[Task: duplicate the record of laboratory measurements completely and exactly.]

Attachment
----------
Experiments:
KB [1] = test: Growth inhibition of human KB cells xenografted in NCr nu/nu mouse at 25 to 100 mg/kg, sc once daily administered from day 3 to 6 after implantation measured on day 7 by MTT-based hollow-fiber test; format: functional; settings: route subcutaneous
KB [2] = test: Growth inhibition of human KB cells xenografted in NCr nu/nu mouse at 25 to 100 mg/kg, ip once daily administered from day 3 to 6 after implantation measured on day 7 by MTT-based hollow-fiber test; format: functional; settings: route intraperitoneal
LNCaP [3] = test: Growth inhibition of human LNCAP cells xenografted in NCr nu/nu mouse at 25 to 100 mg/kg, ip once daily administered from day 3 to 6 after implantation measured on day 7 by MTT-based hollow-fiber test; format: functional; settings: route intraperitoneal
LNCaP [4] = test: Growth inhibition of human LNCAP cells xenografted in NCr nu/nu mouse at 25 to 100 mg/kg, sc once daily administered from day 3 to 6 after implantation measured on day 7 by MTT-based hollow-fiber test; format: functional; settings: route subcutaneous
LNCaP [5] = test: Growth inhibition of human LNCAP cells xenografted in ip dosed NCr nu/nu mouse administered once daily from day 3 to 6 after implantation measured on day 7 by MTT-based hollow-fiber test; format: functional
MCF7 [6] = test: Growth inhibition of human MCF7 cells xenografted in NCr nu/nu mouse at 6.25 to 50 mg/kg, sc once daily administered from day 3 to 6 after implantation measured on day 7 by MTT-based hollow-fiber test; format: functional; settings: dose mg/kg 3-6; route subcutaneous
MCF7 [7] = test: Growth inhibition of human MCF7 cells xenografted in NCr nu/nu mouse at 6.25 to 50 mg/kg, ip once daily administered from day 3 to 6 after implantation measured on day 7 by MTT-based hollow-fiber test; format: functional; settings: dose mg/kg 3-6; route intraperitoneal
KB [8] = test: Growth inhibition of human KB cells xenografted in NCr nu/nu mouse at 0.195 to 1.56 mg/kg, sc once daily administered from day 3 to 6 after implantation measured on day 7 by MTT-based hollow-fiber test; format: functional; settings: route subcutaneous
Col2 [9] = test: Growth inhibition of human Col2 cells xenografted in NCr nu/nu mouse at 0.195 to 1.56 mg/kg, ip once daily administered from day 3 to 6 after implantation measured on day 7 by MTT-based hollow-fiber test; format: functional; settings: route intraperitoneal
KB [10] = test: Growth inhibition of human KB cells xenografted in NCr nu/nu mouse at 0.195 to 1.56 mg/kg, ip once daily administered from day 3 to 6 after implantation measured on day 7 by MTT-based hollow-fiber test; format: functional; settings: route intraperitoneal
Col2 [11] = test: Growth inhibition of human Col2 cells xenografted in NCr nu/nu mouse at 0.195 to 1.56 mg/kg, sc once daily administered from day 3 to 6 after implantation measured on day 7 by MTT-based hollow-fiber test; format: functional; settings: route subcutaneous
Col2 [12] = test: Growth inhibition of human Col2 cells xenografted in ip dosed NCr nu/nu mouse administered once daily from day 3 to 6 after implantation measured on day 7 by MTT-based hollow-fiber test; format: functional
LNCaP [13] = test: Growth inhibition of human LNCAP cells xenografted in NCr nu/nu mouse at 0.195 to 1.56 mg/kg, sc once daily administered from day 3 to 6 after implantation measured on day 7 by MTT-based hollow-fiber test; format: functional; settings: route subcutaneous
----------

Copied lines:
Experiments:
KB [1] = test: Growth inhibition of human KB cells xenografted in NCr nu/nu mouse at 25 to 100 mg/kg, sc once daily administered from day 3 to 6 after implantation measured on day 7 by MTT-based hollow-fiber test; format: functional; settings: route subcutaneous
KB [2] = test: Growth inhibition of human KB cells xenografted in NCr nu/nu mouse at 25 to 100 mg/kg, ip once daily administered from day 3 to 6 after implantation measured on day 7 by MTT-based hollow-fiber test; format: functional; settings: route intraperitoneal
LNCaP [3] = test: Growth inhibition of human LNCAP cells xenografted in NCr nu/nu mouse at 25 to 100 mg/kg, ip once daily administered from day 3 to 6 after implantation measured on day 7 by MTT-based hollow-fiber test; format: functional; settings: route intraperitoneal
LNCaP [4] = test: Growth inhibition of human LNCAP cells xenografted in NCr nu/nu mouse at 25 to 100 mg/kg, sc once daily administered from day 3 to 6 after implantation measured on day 7 by MTT-based hollow-fiber test; format: functional; settings: route subcutaneous
LNCaP [5] = test: Growth inhibition of human LNCAP cells xenografted in ip dosed NCr nu/nu mouse administered once daily from day 3 to 6 after implantation measured on day 7 by MTT-based hollow-fiber test; format: functional
MCF7 [6] = test: Growth inhibition of human MCF7 cells xenografted in NCr nu/nu mouse at 6.25 to 50 mg/kg, sc once daily administered from day 3 to 6 after implantation measured on day 7 by MTT-based hollow-fiber test; format: functional; settings: dose mg/kg 3-6; route subcutaneous
MCF7 [7] = test: Growth inhibition of human MCF7 cells xenografted in NCr nu/nu mouse at 6.25 to 50 mg/kg, ip once daily administered from day 3 to 6 after implantation measured on day 7 by MTT-based hollow-fiber test; format: functional; settings: dose mg/kg 3-6; route intraperitoneal
KB [8] = test: Growth inhibition of human KB cells xenografted in NCr nu/nu mouse at 0.195 to 1.56 mg/kg, sc once daily administered from day 3 to 6 after implantation measured on day 7 by MTT-based hollow-fiber test; format: functional; settings: route subcutaneous
Col2 [9] = test: Growth inhibition of human Col2 cells xenografted in NCr nu/nu mouse at 0.195 to 1.56 mg/kg, ip once daily administered from day 3 to 6 after implantation measured on day 7 by MTT-based hollow-fiber test; format: functional; settings: route intraperitoneal
KB [10] = test: Growth inhibition of human KB cells xenografted in NCr nu/nu mouse at 0.195 to 1.56 mg/kg, ip once daily administered from day 3 to 6 after implantation measured on day 7 by MTT-based hollow-fiber test; format: functional; settings: route intraperitoneal
Col2 [11] = test: Growth inhibition of human Col2 cells xenografted in NCr nu/nu mouse at 0.195 to 1.56 mg/kg, sc once daily administered from day 3 to 6 after implantation measured on day 7 by MTT-based hollow-fiber test; format: functional; settings: route subcutaneous
Col2 [12] = test: Growth inhibition of human Col2 cells xenografted in ip dosed NCr nu/nu mouse administered once daily from day 3 to 6 after implantation measured on day 7 by MTT-based hollow-fiber test; format: functional
LNCaP [13] = test: Growth inhibition of human LNCAP cells xenografted in NCr nu/nu mouse at 0.195 to 1.56 mg/kg, sc once daily administered from day 3 to 6 after implantation measured on day 7 by MTT-based hollow-fiber test; format: functional; settings: route subcutaneous